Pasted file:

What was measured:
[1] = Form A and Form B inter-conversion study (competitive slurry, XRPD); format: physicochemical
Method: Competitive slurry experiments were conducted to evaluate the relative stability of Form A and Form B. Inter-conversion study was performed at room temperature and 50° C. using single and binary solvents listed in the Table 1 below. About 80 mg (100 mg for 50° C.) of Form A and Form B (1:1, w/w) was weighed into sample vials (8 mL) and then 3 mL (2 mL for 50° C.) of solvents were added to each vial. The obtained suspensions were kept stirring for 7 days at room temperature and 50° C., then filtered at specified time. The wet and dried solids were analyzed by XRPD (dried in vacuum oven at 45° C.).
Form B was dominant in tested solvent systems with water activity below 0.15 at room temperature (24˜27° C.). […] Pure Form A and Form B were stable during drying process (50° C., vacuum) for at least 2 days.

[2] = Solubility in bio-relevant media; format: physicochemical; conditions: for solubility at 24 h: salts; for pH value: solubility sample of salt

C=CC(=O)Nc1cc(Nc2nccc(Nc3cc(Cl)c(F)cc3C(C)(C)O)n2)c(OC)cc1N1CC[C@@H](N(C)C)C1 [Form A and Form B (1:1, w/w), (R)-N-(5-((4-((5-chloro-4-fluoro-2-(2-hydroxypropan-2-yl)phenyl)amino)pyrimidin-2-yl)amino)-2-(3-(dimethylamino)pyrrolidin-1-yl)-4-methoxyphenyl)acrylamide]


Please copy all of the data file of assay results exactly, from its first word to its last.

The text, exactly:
What was measured:
[1] = Form A and Form B inter-conversion study (competitive slurry, XRPD); format: physicochemical
Method: Competitive slurry experiments were conducted to evaluate the relative stability of Form A and Form B. Inter-conversion study was performed at room temperature and 50° C. using single and binary solvents listed in the Table 1 below. About 80 mg (100 mg for 50° C.) of Form A and Form B (1:1, w/w) was weighed into sample vials (8 mL) and then 3 mL (2 mL for 50° C.) of solvents were added to each vial. The obtained suspensions were kept stirring for 7 days at room temperature and 50° C., then filtered at specified time. The wet and dried solids were analyzed by XRPD (dried in vacuum oven at 45° C.).
Form B was dominant in tested solvent systems with water activity below 0.15 at room temperature (24˜27° C.). […] Pure Form A and Form B were stable during drying process (50° C., vacuum) for at least 2 days.

[2] = Solubility in bio-relevant media; format: physicochemical; conditions: for solubility at 24 h: salts; for pH value: solubility sample of salt

C=CC(=O)Nc1cc(Nc2nccc(Nc3cc(Cl)c(F)cc3C(C)(C)O)n2)c(OC)cc1N1CC[C@@H](N(C)C)C1 [Form A and Form B (1:1, w/w), (R)-N-(5-((4-((5-chloro-4-fluoro-2-(2-hydroxypropan-2-yl)phenyl)amino)pyrimidin-2-yl)amino)-2-(3-(dimethylamino)pyrrolidin-1-yl)-4-methoxyphenyl)acrylamide]